As everyone else has recommended, start looking for something else now. You have good phone skills, and there are more people in the working world who hate working phones that those who don't mind it, so you have an edge. Lots of companies haven't switched to voice mail or automated phone systems because they like that "personal" touch, so check the classifieds for receptionist or front desk positions. Hotels always need night auditors - you answer the phones during the night, and tally up the receipts to make sure everything balances (you can easily learn to work a 10-key calculator if you don't already know how).

My husband worked for a short time at a big box electronics store. We needed some fast $$ because we were being forced to move at short notice, so he took this position as a second job. He is very personable, so was very good at convincing customers to purchase the extended service contract (which is where salesmen make their big commisions). However, it ate away at him, because the store was in an economically depressed neighborhood, and the folks could just barely afford the product they were buying. He knew he was selling them something they didn't really need, but they bought it because they trusted him. He was making good money, but was miserable and plagued with guilt every night after work. He finally said he didn't have the stomach to be a salesman, and quit.
posted by Oriole Adams at 12:39 PM on June 12, 2007


As many have pointed out, you already have a nice skill-set, ie: talking to people on phone. Bonus point: you have a moral compass.
I see that you are in AP. Your skills are very much in demand right now in BPO, customer-service (voice/non-voice) etc...all over. I am in Bangalore, and seriously if you pick up Wednesday's Times Ascent (ie: TimesOfIndia's career supplement on Wed)..you'll see tons of jobs where you can see yourself working without compromosing on yr values. From what I know there should be a a lot of IT-BPO-ITES jobs going around in Hyderabad as well. (not so sure abt 2nd-tier cities in AP). So yeah, seconding all those who advised about moving out to a new job. Who knows maybe you can even earn more than what you are earning currently. FYI: entry-level BPO-ITES jobs are paying as much as 15-20K+ per month (I am not in that field, so it's 2ndhand info) with pretty much the only qualifications required is to be a graduate.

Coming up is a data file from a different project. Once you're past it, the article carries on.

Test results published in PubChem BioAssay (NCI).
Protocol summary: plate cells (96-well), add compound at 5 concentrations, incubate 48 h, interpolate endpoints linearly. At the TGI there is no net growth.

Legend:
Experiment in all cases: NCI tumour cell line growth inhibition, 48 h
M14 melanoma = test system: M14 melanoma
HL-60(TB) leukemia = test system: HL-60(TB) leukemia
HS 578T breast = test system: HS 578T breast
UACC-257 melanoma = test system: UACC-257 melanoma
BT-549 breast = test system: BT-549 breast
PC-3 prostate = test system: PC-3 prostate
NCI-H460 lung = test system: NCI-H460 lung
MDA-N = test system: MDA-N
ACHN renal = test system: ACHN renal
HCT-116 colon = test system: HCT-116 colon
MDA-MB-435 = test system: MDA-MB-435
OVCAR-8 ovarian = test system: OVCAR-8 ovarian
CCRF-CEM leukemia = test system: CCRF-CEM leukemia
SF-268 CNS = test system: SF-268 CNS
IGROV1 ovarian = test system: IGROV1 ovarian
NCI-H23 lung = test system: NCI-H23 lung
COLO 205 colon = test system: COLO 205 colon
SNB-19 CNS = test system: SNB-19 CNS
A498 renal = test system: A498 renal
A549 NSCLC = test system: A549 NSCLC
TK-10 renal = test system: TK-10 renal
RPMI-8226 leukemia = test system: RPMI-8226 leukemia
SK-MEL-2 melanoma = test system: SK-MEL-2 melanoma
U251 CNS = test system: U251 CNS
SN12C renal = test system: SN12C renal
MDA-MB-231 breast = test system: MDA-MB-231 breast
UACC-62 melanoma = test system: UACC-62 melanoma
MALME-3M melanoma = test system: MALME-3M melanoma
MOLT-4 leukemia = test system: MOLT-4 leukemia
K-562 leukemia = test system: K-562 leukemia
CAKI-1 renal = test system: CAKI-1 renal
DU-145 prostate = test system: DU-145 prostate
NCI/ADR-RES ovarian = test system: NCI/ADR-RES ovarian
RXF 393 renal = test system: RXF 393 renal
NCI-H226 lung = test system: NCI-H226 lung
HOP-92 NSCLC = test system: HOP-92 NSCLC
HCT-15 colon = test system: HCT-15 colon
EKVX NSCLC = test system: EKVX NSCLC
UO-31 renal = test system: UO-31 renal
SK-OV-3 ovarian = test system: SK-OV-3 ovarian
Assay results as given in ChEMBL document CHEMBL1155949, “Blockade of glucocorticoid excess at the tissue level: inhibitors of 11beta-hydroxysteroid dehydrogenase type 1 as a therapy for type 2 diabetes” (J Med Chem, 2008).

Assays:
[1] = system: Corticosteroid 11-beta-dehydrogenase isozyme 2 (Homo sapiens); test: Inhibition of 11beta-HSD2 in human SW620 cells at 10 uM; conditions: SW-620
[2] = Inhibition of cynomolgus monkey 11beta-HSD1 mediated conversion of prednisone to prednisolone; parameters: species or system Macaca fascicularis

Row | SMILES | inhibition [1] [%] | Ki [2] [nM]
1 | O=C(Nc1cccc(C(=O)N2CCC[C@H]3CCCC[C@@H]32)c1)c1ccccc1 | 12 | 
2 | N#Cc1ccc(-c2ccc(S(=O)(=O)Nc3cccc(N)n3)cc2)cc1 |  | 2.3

I also noticed that you mention in your profile as a student. If your job is just something on the side to keep some cash flowing in, I would advise to first focus on completing your studies (atleast a grad) with good scores. Completing yr graduation will open up a window of opportunities for you.

My email is in my profile . So if you want to discuss more on IT/Bangalore, feel free to ping me.

All the Best!
And yeah, good to find someone from India :-)
posted by forwebsites at 3:36 AM on June 13, 2007


« Older Why Pose As A Woman?   |   How do I avoid painting my carpet? Newer »
This thread is closed to new comments.